Rajesh Jain at the India Business Conference at Columbia University

~ ~ The Low Library, Columbia University
My colleague Rajesh Jain was a speaker at the the Eight Annual India Business Conference 2012 at Columbia University on 14th April in New York City. It was held at the Low Library, a US national historic landmark building (picture on the right.) I was at the conference and had the opportunity to meet Prof Jagadish Bhagwati and Prof Arvind Panagariya. I am pleased to say that Rajesh’s talk was very well-received. Here’s what he said.
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Happy Bengali New Year

Shubho Nobo Borsho. This Bengali new year I am spending in New York City. There’s a conference at the Columbia Business School tomorrow (Saturday 14th April). Rajesh is making a presentation there on “Transforming India.” We will also meet Prof Jagadish Bhagwati and Prof Panagariya.
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“India is a nation of more than 1 billion fools.” — Justice Katju.

If you have been reading my blog, what Justice Katju said recently will not come as a surprise to you. “India is a nation of more than one billion fools.” Go read it. I will later put in links to those specific blog posts which make the same points that Mr Katju makes.

“Religion is not for the weak” – Swami Vivekananda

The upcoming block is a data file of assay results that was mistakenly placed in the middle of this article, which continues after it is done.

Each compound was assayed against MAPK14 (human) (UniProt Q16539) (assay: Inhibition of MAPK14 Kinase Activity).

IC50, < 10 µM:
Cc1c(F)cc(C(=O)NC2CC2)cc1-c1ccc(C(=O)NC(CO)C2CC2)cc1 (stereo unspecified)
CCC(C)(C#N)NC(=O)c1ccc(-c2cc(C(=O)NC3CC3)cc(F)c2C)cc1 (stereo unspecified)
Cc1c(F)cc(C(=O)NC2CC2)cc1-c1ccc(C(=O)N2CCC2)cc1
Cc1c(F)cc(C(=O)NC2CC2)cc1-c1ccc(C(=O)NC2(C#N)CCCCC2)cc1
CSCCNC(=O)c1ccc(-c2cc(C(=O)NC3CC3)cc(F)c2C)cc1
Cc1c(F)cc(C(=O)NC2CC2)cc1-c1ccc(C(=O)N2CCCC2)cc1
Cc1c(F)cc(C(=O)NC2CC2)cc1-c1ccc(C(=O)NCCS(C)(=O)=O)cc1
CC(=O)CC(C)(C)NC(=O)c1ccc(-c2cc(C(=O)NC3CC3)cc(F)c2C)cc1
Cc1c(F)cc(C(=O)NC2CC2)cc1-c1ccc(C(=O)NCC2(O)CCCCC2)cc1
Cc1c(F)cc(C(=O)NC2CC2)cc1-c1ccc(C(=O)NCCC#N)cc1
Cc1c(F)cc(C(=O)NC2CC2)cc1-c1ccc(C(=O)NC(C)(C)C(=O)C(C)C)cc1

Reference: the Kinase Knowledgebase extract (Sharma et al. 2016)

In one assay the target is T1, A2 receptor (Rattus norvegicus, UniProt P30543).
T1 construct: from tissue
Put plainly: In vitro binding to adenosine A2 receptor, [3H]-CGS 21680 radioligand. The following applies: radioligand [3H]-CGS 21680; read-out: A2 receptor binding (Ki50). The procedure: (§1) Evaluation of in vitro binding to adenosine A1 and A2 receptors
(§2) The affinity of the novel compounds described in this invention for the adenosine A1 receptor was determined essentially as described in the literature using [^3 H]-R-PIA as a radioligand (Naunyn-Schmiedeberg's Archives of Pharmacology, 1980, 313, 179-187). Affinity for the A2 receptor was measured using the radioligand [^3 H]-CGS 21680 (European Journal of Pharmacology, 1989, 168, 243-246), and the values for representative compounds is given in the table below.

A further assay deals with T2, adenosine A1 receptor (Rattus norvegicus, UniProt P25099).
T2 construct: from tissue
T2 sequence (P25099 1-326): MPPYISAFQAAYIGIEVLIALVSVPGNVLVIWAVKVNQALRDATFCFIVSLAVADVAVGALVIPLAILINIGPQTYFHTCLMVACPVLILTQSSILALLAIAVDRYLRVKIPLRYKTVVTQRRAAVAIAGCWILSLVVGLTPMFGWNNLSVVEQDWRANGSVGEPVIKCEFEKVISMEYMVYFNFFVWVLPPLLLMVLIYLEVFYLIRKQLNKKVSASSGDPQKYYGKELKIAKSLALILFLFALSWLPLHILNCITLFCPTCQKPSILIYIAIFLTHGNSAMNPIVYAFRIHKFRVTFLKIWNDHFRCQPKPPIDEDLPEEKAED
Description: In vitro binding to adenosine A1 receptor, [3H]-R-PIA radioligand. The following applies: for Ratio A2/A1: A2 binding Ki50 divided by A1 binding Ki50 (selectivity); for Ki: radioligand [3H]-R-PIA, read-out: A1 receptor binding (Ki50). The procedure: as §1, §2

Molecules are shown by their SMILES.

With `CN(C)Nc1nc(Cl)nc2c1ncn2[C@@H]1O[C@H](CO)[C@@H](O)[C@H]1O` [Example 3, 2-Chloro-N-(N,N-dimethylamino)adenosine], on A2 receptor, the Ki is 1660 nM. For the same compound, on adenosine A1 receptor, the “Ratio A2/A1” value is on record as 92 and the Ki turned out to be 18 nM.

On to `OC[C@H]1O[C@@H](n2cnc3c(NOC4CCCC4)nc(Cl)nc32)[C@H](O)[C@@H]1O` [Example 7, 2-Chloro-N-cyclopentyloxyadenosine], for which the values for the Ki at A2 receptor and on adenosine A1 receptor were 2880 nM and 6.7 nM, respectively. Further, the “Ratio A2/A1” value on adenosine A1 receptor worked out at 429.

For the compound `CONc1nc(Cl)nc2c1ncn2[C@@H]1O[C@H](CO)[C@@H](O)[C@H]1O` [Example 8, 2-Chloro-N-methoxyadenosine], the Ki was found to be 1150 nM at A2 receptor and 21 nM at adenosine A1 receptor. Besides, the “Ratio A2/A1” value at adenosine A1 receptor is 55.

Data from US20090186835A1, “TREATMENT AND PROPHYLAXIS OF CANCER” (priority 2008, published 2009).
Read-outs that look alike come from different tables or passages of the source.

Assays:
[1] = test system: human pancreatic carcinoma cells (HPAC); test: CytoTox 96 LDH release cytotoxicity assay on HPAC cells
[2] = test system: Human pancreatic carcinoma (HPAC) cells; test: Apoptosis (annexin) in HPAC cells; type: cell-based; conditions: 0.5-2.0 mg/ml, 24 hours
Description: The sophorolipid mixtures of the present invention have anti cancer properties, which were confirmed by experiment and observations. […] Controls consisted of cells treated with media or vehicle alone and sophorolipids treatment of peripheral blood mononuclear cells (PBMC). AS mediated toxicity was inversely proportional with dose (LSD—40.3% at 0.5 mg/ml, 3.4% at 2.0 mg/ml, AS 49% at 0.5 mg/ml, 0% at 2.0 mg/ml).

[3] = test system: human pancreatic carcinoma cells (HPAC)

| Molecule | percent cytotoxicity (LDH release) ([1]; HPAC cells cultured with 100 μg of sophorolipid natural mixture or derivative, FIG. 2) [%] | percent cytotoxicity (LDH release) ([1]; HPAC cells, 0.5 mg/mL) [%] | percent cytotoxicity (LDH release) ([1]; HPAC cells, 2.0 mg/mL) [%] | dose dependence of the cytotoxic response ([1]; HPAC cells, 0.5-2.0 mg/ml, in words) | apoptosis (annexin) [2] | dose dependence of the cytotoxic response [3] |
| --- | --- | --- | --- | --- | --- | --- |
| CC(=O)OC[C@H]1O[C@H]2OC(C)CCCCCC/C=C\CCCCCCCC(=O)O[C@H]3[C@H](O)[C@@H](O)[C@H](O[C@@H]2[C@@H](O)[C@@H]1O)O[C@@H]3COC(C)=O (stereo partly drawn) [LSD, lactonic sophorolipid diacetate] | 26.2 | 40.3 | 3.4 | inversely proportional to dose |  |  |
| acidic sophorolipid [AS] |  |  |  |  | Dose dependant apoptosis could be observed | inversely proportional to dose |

An article on Swami Vivekananda in the Wall Street Journal of 30th March titled, “What Did J.D. Salinger, Leo Tolstoy, and Sarah Bernhardt Have in Common?” makes for delightful reading. What they had in common was their devotion to Swami Vivekananda, the man who introduced Vedanta and yoga to America. I did not know that. But anyway, it’s the sort of positive article about a Hindu monk that would give conniptions to the leftist “secular intellectuals” in India. But the Wall Street Journal does not suffer from the knee-jerk negative reflex of the main stream English language media in India; the latter would recoil with horror at the mere thought of publishing a laudatory piece about a proud Hindu. Wouldn’t that be tantamount to endorsing — horror of horrors — Hindutva?
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Specialization – Part 2

Andrew Carnegie wrote his own epitaph which read, “Here Lies a Man Who Knew How to Enlist in His Service Better Men Than Himself.” He was a captain of American industry and his wealth is “estimated at anywhere from US$75 billion to US$297.8 billion adjusted for the late 2000s.” [Reference.] Clearly the man was no slouch when it came to creating wealth and his epitaph reveals an essential truth about the world — that specialization matters.
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A world-class sumo wrestler cannot possibly be even an average runner, leave alone being a world-class sprinter. The general principle is that there are endeavors where excelling in one necessarily makes it impossible to excel in others. You can be a successful politician in India, or you can be a visionary. But in India, you cannot expect a visionary to be a successful politician any more than you would expect a sumo wrestler to be a sprinter.
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